Kill Your Darlings, Darling

in blogtober •  6 months ago  (edited)

It’s easy to feel like being busy automatically equates to accomplishment.

Sure, when you’re in a get things done frame of mind, juggling tasks is addictive as hell. But working at a breakneck pace isn’t usually sustainable. Before long, you’ll be stressed out and overstimulated, slowing your progress and bottlenecking your potential.


Heads up! This post is syndicated from my personal blog, Aspire to Wander. You can view the original here: On Productivity and Overwhelm: Kill Your Darlings, Darling


Cited often by writers in reference to the self-editing process, kill your darlings refers to the unapologetic slicing and dicing of one’s own work. It is immolation. It’s not meant to be self-destructive. Instead, this is meant to be cleansing and strengthening; sort of like clipping away at extraneous branches and leaves to preserve a bonsai’s structural integrity.

And sometimes, these tasks on your everyday list— this busywork— they become your darlings. Then you are trying to do so much, but you end up accomplishing much less than you expect.

TL;DR – You need to cut through the extra BS, and focus on what matters.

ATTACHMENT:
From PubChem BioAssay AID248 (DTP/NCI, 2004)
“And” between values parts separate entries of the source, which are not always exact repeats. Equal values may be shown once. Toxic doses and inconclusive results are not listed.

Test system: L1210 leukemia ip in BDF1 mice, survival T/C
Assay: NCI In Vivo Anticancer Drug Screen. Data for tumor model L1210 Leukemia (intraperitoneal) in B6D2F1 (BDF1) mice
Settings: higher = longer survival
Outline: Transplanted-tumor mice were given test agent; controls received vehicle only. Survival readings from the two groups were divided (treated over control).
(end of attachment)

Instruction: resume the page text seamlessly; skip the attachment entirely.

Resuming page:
You need to break your big, hairy, audacious vision down into clear goals and attainable objectives.


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Do you know how this gorgeous living wall began? One plant at a time. This beautiful work of botanical art is from the Summer 2019 exhibit at the NYBG: The Living Art of Roberto Burle Marx


Break it down

How do you eat an elephant, exactly? (or the world’s biggest radish for my non-meat eaters in the audience?)

One bite at a time.

Don’t think about what you need to do yet— just visualize that outcome.

Take a mental picture of yourself at the proverbial finish line. What does that look like? How does it feel?

Next:

  • What thing can you do right now that’ll bring you closer to achieving your objective?
  • What one thing can you do tomorrow that’ll get you even closer?
  • How about next week?
  • And the week after?

The point here is to keep yourself from getting swamped. Taking a one-foot-in-front-of-the-other approach to your task list might feel oh-so-slow-going at first. But progress doesn’t always happen quickly. By being disciplined about taking your time, you’ll be more easily able to identify the unnecessary so that you can cull those tasks right off your to-do list.

There’s so much you can accomplish in a day, but I recommend committing to a single action item. Some days, you’ll finish way more than one thing. Other days, you’ll be comfortable knowing that one thing is all you need to do. Progress will appear to go slowly at first but keep at it. The satisfaction you derive from checking the impactfulthings off your list will drive you forward.

The one question to ask yourself

Got your list of action items? Go through each task and ask yourself the following straightforward question; answer with a yes or no. “Maybe” is not an option.